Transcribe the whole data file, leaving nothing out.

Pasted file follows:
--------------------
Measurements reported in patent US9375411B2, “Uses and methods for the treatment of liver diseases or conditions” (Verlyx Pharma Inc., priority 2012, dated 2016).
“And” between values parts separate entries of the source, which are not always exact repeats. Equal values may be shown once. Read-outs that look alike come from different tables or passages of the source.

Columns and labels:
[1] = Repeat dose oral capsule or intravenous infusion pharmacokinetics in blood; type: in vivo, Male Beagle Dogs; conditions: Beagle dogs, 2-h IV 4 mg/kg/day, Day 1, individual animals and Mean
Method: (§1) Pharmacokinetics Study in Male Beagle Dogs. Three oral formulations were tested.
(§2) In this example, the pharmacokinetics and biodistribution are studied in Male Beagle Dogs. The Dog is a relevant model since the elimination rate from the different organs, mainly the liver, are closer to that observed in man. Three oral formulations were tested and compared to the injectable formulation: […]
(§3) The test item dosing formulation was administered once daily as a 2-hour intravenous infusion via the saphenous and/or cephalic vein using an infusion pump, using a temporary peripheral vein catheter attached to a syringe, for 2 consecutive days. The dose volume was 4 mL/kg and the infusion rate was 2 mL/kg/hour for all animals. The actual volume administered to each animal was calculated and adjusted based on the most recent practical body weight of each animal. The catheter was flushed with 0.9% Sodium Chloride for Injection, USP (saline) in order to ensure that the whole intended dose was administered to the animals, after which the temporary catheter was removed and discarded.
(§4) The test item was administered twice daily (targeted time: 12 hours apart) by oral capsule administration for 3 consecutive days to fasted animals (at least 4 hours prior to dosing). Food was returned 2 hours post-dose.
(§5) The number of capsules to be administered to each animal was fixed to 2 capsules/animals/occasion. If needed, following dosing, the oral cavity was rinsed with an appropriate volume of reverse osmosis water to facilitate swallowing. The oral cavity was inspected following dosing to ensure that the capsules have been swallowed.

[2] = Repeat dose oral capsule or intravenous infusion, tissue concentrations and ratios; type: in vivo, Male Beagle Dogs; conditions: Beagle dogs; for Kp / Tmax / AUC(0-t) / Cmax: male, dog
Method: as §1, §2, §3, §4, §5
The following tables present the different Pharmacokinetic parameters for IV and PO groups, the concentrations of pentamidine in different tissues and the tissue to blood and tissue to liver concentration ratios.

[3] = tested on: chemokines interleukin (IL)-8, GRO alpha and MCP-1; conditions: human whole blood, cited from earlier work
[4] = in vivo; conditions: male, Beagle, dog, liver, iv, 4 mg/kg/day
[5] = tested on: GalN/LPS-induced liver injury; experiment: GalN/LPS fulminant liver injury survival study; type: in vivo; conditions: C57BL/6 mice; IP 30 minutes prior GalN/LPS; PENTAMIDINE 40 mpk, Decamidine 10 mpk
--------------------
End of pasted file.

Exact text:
Measurements reported in patent US9375411B2, “Uses and methods for the treatment of liver diseases or conditions” (Verlyx Pharma Inc., priority 2012, dated 2016).
“And” between values parts separate entries of the source, which are not always exact repeats. Equal values may be shown once. Read-outs that look alike come from different tables or passages of the source.

Columns and labels:
[1] = Repeat dose oral capsule or intravenous infusion pharmacokinetics in blood; type: in vivo, Male Beagle Dogs; conditions: Beagle dogs, 2-h IV 4 mg/kg/day, Day 1, individual animals and Mean
Method: (§1) Pharmacokinetics Study in Male Beagle Dogs. Three oral formulations were tested.
(§2) In this example, the pharmacokinetics and biodistribution are studied in Male Beagle Dogs. The Dog is a relevant model since the elimination rate from the different organs, mainly the liver, are closer to that observed in man. Three oral formulations were tested and compared to the injectable formulation: […]
(§3) The test item dosing formulation was administered once daily as a 2-hour intravenous infusion via the saphenous and/or cephalic vein using an infusion pump, using a temporary peripheral vein catheter attached to a syringe, for 2 consecutive days. The dose volume was 4 mL/kg and the infusion rate was 2 mL/kg/hour for all animals. The actual volume administered to each animal was calculated and adjusted based on the most recent practical body weight of each animal. The catheter was flushed with 0.9% Sodium Chloride for Injection, USP (saline) in order to ensure that the whole intended dose was administered to the animals, after which the temporary catheter was removed and discarded.
(§4) The test item was administered twice daily (targeted time: 12 hours apart) by oral capsule administration for 3 consecutive days to fasted animals (at least 4 hours prior to dosing). Food was returned 2 hours post-dose.
(§5) The number of capsules to be administered to each animal was fixed to 2 capsules/animals/occasion. If needed, following dosing, the oral cavity was rinsed with an appropriate volume of reverse osmosis water to facilitate swallowing. The oral cavity was inspected following dosing to ensure that the capsules have been swallowed.

[2] = Repeat dose oral capsule or intravenous infusion, tissue concentrations and ratios; type: in vivo, Male Beagle Dogs; conditions: Beagle dogs; for Kp / Tmax / AUC(0-t) / Cmax: male, dog
Method: as §1, §2, §3, §4, §5
The following tables present the different Pharmacokinetic parameters for IV and PO groups, the concentrations of pentamidine in different tissues and the tissue to blood and tissue to liver concentration ratios.

[3] = tested on: chemokines interleukin (IL)-8, GRO alpha and MCP-1; conditions: human whole blood, cited from earlier work
[4] = in vivo; conditions: male, Beagle, dog, liver, iv, 4 mg/kg/day
[5] = tested on: GalN/LPS-induced liver injury; experiment: GalN/LPS fulminant liver injury survival study; type: in vivo; conditions: C57BL/6 mice; IP 30 minutes prior GalN/LPS; PENTAMIDINE 40 mpk, Decamidine 10 mpk